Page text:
While basketball at Eastern has predominately seen more success than that of the football program in Ypsilanti, football games have remained a bigger campus and community event.
Oakland officials are able to put more money into their basketball program as that is their major sport where Eastern sponsors the two major college sports in both football and basketball.
How much of the change in the mid-major basketball climate of southeastern Michigan is due to Oakland? It’s hard to say, for certain, but we can reasonably ascertain the addition of another public institution allowed for more choice.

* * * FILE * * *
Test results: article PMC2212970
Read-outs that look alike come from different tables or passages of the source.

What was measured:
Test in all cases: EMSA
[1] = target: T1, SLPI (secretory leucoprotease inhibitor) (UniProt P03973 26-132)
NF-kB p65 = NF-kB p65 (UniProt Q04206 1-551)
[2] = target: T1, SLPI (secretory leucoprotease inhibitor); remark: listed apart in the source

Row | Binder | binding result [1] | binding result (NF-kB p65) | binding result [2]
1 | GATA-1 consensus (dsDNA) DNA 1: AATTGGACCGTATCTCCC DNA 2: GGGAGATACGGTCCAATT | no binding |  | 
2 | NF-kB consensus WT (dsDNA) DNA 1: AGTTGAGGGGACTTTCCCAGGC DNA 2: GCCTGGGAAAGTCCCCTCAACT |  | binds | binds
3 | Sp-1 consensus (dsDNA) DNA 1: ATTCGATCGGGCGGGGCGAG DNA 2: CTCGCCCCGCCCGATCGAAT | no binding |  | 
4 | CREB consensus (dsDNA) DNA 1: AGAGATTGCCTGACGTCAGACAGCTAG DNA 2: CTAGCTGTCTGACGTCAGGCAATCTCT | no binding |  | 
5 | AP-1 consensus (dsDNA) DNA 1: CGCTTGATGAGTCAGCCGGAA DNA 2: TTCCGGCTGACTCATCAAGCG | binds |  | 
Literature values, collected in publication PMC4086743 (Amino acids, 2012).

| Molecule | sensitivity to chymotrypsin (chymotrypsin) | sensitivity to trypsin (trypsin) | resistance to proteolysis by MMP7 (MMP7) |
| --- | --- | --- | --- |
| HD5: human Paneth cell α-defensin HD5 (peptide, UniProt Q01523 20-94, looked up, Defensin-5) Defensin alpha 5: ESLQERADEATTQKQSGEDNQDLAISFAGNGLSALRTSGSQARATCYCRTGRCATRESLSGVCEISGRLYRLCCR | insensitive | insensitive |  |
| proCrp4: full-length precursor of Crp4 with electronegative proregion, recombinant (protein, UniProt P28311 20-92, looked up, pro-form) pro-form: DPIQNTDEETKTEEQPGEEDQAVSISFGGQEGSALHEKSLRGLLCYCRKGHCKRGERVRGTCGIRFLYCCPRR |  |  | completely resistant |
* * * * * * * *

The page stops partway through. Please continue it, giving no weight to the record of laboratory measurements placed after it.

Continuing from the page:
Yes, Oakland has recently started to become more of a metro-Detroit school than Eastern Michigan, but who is to say that Eastern would even target many of the recruits or transfers who have been attending Oakland?
This could be especially true during the Rob Murphy tenure as Murphy runs a very specific scheme. Murphy is a Detroit native and a former head coach at Detroit Mumford, so one would have to believe that if he wanted to, he could have a bigger impact inside Detroit’s recruiting scheme.
Also, in recent years you have seen other coaches with Detroit ties, such as Alabama head coach Nate Oats, who had been the head coach at Romulus High School, dip into the Detroit area talent pool, which dilutes the available talent for other in-state institutions to choose from.
The case could also be made that college basketball has more parity now than ever before, so even with the addition of Oakland, this particular situation would have been inevitable.